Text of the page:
National Health Education Week – October 21-25, 2019

October 21–27

What is National Health Education Week?

Observed on the third full week of October, National Health Education Week (NHEW) promotes health education and the role it plays in keeping us strong. The Society for Public Health Education co-sponsors the week along with the U.S. Department of Health and Human Services.
 

National Health Education Week Related Holidays

Get up and get moving, Family Health and Fitness Day USA is celebrated annually on the last Saturday of September. Created in 1996 by the Health and Information Resource Center, this day was made to encourage people of all ages to get physically active not only for their health but also to have fun with the people they love.
 
Every October is National Depression Education and Awareness Month. Depression comes in many forms and people cope in different ways, sometimes without even knowing they have depression. This month was made to raise awareness of the stigmas surrounding depression and encourage those suffering to reach out and ask for help. 
 
 
Every November is National Impotency Month. Impotency, or erectile dysfunction, is often seen as taboo but over 50% of men aged 50 and up have reported experiencing it. It’s important to take this time to realize that erectile dysfunction is not a failure, and shouldn’t be treated as such. Consult your doctor if you’ve been experiencing constant moments of impotency as it may be caused by an underlying health issue.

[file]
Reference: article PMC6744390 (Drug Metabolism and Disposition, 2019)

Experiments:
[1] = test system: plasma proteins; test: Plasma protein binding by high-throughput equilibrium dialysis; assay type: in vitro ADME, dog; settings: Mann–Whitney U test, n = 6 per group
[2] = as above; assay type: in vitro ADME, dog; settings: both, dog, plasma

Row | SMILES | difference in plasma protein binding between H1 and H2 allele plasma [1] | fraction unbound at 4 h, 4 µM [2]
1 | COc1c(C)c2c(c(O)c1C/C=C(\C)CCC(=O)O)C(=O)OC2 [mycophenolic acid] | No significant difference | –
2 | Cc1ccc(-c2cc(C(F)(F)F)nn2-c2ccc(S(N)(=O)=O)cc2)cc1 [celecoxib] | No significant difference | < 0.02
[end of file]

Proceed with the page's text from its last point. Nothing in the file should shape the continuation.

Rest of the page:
National Health Education Week - History

Created in 1995, National Health Education Week has worked to raise awareness of the importance of health education specialists and their contribution to consumer wellness as well as educate the next generation of students. People in this profession provide knowledge, skills, and training to complement health providers, policy makers, human resource personnel, educators, and other professionals that impact human wellness.
 
The purpose of health education is to improve the health status of people, communities, and the nation. Educators work to strengthen the quality of life for all individuals and reduce premature deaths and disabilities. When health education specifically focuses on prevention, it helps lower the financial burden spent on medical treatment. Chronic conditions, like diabetes, Crohn’s disease, and cancer make up more than 75% of all money spent on health care in the United States alone each year. Educating the masses in health literacy is a large component of health status within the country. Without this subject being taught by education specialists, members of omitted communities can be negatively affected.
 
Each day of National Health Education Week focuses on a different health education topic. The first day ensures that the week starts out on a strong note. Monday, October 21 is dedicated to championing health for vulnerable populations through advocacy. This first day focuses on groups who are historically ignored and silenced and had their trust violated in regards to their economic status, educational opportunities, environmental safety, and lack of health care access. Trauma, socio-economic status, and discrimination are all factors that can lead to the risk of developing a chronic disease. 

National Health Education Week timeline

1953

​Department of Health

The Cabinet-level Department of Health, Education, and Welfare (HEW) was created under President Eisenhower.

1935

Social Security Act

The ​Social Security Act passed — providing funding for local health departments.